Saturday, March 3, 2012

New camera gear

A desire to start doing some more serious video work has slowly grown stronger. Finally I took the plunge and bought one of the best video capable interchangeable lens cameras, the Panasonic GH2. This camera uses the same m43 system as my Olympus E-P2 camera, meaning that all the lenses can be used on both cameras. I ordered the kit with the 14-42 lens, which actually was only marginally more expensive than just the camera body, to a local shop, Kamera-Aitta. It was a little more expensive than it would have been from a German internet store, but I am willing to pay a little more to get it locally.

Parallell to this I streamlined my existing system a little, due to some ridiculous rebates at another local camera store, Rajala Pro Shop. I sold some existing lenses and the Olympus E-P2 body, since I can't afford and don't want to have stuff I don't use.

The net result of this is seen in the following picture:

The E-PL1 is a cheaper version of the E-P2, which I sold. It has fewer controls, a slightly less advanced image stabilizer and a fastest shutter speed of 1/2000s. The image quality should theoretically be slightly better: It has the same sensor, but a weaker AA-filter that should help resolving a little more detail. I doubt I will be able to notice any difference, though. Somewhat surprisingly, the E-PL1 does have a small internal flash that can be used to trigger external Olympus flashes, giving full wireless TTL control over several external flashes. I tried it and it really does work. This camera should be a good second camera body to have.

I had contemplated the Panasonic GH2 for some time, but wanted to see how the new Olympus m43 flagship, the OM-D E-M5, would turn out. The E-M5 is a very interesting camera, with most features better or at least equally good as those of the GH2. According to the first reports, the E-M5 has an exceptionally good image stabilizer that works wonders for videos as well. Unfortunately, the video capabilities of th E-M5 are otherwise no match for the GH2, so I ultimately decided to get the GH2. It has the best sensor of the current m43 cameras (the performance of the E-M5 sensor is still undetermined) and is especially good for videos. The GH2 offers a lot of functionality and it will take some time to learn it to get the most out of it. There is even a bunch of hacks for the GH2, which improve the video quality quite a bit. I tested out a simple and well supported version to get a higher bitrate, which translates to more details when a lot happens in the picture, and high ISO in manual video mode. ISO 8000 did seem quite usable for video, at least when using the maximum  noise reduction setting. A lot to learn and test out.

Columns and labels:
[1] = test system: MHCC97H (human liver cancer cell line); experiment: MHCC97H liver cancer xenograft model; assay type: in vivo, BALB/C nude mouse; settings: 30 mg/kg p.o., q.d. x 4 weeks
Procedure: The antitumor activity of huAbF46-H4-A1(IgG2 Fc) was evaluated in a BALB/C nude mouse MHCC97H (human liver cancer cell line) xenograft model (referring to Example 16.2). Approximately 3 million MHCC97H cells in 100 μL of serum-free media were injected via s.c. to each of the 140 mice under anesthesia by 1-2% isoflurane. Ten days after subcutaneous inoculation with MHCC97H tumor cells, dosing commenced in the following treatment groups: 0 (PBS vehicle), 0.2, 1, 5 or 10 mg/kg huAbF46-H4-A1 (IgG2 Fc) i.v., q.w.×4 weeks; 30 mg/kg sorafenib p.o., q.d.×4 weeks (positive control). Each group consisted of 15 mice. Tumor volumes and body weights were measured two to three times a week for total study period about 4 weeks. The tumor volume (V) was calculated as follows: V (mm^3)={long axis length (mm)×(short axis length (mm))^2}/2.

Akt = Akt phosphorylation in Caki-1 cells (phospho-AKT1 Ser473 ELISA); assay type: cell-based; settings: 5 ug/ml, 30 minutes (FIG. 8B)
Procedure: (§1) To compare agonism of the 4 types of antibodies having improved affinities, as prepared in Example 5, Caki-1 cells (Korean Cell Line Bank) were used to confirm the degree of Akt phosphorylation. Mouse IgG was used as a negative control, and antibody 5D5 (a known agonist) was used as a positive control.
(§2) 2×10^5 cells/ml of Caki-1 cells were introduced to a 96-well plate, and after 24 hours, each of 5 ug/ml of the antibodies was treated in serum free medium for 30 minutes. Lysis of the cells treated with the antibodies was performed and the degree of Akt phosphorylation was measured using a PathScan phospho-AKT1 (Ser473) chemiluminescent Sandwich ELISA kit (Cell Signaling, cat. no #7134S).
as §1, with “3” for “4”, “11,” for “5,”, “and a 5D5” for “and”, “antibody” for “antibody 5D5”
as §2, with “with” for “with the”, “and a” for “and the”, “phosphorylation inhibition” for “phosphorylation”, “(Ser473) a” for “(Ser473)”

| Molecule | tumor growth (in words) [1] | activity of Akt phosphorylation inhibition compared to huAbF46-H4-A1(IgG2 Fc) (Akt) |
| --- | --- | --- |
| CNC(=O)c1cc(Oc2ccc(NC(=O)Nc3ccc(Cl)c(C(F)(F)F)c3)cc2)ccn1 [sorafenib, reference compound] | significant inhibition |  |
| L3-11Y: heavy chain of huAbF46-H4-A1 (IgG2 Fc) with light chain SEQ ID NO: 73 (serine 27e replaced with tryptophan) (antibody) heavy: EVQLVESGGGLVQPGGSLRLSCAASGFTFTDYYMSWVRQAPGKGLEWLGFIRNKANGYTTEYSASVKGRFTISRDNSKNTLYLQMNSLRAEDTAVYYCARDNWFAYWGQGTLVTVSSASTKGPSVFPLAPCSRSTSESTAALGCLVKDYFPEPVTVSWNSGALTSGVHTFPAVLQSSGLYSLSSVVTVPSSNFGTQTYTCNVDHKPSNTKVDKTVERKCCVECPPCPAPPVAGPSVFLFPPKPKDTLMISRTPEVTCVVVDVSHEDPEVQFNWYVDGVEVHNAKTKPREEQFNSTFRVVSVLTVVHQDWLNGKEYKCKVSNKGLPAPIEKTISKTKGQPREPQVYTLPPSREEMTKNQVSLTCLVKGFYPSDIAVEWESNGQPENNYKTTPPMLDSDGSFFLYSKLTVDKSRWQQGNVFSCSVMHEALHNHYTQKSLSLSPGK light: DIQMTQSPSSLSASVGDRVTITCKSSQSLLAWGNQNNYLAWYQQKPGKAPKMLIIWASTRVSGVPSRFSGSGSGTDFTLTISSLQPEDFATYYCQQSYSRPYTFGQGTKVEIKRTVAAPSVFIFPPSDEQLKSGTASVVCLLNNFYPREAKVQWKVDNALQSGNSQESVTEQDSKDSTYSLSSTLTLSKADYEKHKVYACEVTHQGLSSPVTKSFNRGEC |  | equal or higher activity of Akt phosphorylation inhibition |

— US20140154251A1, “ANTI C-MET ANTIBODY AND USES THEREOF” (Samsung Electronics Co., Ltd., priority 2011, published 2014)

These two cameras and the lenses all follow the m43 standard, and hence all the lenses are compatible with both cameras. I will probably not bring the entire system at the same time, unless explicitly doing a photography excursion.

In addition to the cameras above, I still have the Canon S90 pocket camera. It gives good image quality in a truly pocketable format and has a bright lens with a maximum aperture of 2.0, so it is quite usable when the sun isn't shining as well. I also have the CHDK software for the S90 and intend to use it for some time-lapse photography.


  1. It seems like the Cokin filters are no longer popular. Not a single camera shop in Turku had them. I do have some left from the old pre-digital days, but need some more. The local shops just suggested the ordinary screw-on filters and did not even have step-up rings. With three different filter sizes and two different strength ND filters I would need six of the screw-on filters. Not acceptable.

  2. Yeah, I got mine from Amazon. To be honest, they're not great quality, but Cokin do a pro range now too.

    1. You are right that they are fairly cheap bits of plastic. I actually ordered two 58 mm ND filters of different density, along with a few stepup rings, to my local camera shop today. They should be better.